It turns out, all those stories about a second referendum reversing the British people's initial decision were just that: stories - made-up tales circulated in the press by bitter political partisans.

As Johnson proved last night, support for Brexit under the terms he negotiated with the EU, remains high across the UK, particularly in the Labour heartland, where Johnson smashed through the opposition's 'Wall of Red' and won a massive majority. With one seat left to be decided, the Tories had a majority of 79 votes (when one factors in the speaker, deputy speaker and members of Northern Ireland's Sinn Fein, who don't take their seats in Westminster), with the Conservatives taking 364 seats, Labour 203 seats, SNP 48 seats and the Lib Dems 11 seats.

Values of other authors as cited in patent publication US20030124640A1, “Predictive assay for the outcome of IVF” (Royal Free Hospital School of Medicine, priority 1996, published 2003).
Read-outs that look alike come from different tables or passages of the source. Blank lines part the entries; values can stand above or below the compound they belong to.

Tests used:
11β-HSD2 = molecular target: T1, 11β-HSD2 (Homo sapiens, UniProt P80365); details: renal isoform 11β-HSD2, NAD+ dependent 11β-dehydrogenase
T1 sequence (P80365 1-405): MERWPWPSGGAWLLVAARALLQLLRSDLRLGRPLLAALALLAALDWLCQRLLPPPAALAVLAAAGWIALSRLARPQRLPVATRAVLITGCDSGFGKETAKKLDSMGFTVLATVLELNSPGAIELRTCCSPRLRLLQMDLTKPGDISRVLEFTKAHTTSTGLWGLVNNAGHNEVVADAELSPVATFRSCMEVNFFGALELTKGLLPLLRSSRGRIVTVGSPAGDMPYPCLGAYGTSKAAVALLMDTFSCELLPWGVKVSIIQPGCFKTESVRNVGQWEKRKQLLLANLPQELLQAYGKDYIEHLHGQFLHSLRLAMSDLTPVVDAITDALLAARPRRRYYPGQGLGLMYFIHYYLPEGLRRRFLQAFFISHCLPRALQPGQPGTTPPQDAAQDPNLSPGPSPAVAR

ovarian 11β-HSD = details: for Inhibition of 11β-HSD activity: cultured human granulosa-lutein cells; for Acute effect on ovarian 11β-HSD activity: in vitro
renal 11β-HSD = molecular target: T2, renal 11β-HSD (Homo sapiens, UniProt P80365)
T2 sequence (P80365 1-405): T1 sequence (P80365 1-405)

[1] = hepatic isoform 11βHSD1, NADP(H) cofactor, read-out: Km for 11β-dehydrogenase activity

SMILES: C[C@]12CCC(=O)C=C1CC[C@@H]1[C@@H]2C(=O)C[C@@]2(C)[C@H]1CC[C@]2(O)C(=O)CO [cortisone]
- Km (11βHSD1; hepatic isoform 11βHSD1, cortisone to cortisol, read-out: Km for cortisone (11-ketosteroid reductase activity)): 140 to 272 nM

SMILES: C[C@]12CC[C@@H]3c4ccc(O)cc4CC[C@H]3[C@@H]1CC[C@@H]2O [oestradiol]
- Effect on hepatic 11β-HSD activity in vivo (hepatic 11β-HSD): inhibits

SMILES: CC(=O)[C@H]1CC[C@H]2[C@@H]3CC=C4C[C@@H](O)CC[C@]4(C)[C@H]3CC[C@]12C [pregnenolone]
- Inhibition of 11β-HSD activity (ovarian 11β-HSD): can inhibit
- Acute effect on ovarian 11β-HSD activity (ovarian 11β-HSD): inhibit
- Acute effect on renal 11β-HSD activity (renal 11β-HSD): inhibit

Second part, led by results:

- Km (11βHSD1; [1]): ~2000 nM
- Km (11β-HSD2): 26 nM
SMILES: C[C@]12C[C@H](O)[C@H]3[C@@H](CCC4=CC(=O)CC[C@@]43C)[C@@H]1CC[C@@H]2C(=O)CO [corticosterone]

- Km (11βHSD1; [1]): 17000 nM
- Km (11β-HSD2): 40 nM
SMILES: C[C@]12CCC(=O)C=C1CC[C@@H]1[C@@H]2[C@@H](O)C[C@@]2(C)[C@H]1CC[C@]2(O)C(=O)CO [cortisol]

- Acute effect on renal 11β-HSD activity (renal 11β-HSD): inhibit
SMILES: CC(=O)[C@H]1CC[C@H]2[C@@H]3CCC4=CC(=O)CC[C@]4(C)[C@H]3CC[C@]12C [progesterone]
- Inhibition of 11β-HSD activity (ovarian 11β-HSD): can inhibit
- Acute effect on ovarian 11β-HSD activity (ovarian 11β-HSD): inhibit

As last night's exit polls suggested, Johnson has taken home the biggest conservative majority since Thatcher (as Johnson noted in his victory speech, that was before many of the party's current voters were born).

As a strategist from Rabobank put it in a note to clients: "The great Brexit gamble paid off. Prime Minister Johnson got his majority in the House of Commons. The final result is still due, but it is certain that his majority is comfortable enough to get his Brexit-deal through the Commons. The UK will leave the EU by January 31."